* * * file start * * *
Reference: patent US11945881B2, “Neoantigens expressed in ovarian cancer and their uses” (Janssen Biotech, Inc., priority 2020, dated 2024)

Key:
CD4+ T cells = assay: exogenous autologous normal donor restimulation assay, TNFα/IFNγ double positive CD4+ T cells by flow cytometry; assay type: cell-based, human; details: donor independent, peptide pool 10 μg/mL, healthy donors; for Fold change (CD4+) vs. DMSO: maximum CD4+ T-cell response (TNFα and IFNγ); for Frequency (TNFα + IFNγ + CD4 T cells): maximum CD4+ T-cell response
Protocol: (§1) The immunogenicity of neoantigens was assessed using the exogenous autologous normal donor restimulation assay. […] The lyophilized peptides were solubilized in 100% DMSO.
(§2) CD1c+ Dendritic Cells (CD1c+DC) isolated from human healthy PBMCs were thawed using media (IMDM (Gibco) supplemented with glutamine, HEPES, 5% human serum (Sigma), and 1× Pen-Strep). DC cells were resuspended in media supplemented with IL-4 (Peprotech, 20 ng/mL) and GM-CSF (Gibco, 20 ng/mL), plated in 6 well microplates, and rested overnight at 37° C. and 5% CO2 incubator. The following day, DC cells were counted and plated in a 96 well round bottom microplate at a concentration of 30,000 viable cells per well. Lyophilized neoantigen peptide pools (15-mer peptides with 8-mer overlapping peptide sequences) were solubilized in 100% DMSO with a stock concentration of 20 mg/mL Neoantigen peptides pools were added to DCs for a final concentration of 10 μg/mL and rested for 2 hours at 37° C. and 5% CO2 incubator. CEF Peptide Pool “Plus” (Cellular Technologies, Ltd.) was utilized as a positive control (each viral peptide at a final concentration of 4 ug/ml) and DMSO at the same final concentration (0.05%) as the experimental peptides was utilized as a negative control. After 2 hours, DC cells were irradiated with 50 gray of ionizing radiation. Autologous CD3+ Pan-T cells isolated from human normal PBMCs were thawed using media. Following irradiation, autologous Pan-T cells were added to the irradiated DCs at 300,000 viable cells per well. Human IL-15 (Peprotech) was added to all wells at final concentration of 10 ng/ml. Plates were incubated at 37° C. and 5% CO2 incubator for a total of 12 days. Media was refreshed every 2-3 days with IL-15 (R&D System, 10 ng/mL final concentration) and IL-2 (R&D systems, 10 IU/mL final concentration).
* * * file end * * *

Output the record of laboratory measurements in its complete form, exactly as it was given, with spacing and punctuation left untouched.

Reference: patent US11945881B2, “Neoantigens expressed in ovarian cancer and their uses” (Janssen Biotech, Inc., priority 2020, dated 2024)

Key:
CD4+ T cells = assay: exogenous autologous normal donor restimulation assay, TNFα/IFNγ double positive CD4+ T cells by flow cytometry; assay type: cell-based, human; details: donor independent, peptide pool 10 μg/mL, healthy donors; for Fold change (CD4+) vs. DMSO: maximum CD4+ T-cell response (TNFα and IFNγ); for Frequency (TNFα + IFNγ + CD4 T cells): maximum CD4+ T-cell response
Protocol: (§1) The immunogenicity of neoantigens was assessed using the exogenous autologous normal donor restimulation assay. […] The lyophilized peptides were solubilized in 100% DMSO.
(§2) CD1c+ Dendritic Cells (CD1c+DC) isolated from human healthy PBMCs were thawed using media (IMDM (Gibco) supplemented with glutamine, HEPES, 5% human serum (Sigma), and 1× Pen-Strep). DC cells were resuspended in media supplemented with IL-4 (Peprotech, 20 ng/mL) and GM-CSF (Gibco, 20 ng/mL), plated in 6 well microplates, and rested overnight at 37° C. and 5% CO2 incubator. The following day, DC cells were counted and plated in a 96 well round bottom microplate at a concentration of 30,000 viable cells per well. Lyophilized neoantigen peptide pools (15-mer peptides with 8-mer overlapping peptide sequences) were solubilized in 100% DMSO with a stock concentration of 20 mg/mL Neoantigen peptides pools were added to DCs for a final concentration of 10 μg/mL and rested for 2 hours at 37° C. and 5% CO2 incubator. CEF Peptide Pool “Plus” (Cellular Technologies, Ltd.) was utilized as a positive control (each viral peptide at a final concentration of 4 ug/ml) and DMSO at the same final concentration (0.05%) as the experimental peptides was utilized as a negative control. After 2 hours, DC cells were irradiated with 50 gray of ionizing radiation. Autologous CD3+ Pan-T cells isolated from human normal PBMCs were thawed using media. Following irradiation, autologous Pan-T cells were added to the irradiated DCs at 300,000 viable cells per well. Human IL-15 (Peprotech) was added to all wells at final concentration of 10 ng/ml. Plates were incubated at 37° C. and 5% CO2 incubator for a total of 12 days. Media was refreshed every 2-3 days with IL-15 (R&D System, 10 ng/mL final concentration) and IL-2 (R&D systems, 10 IU/mL final concentration).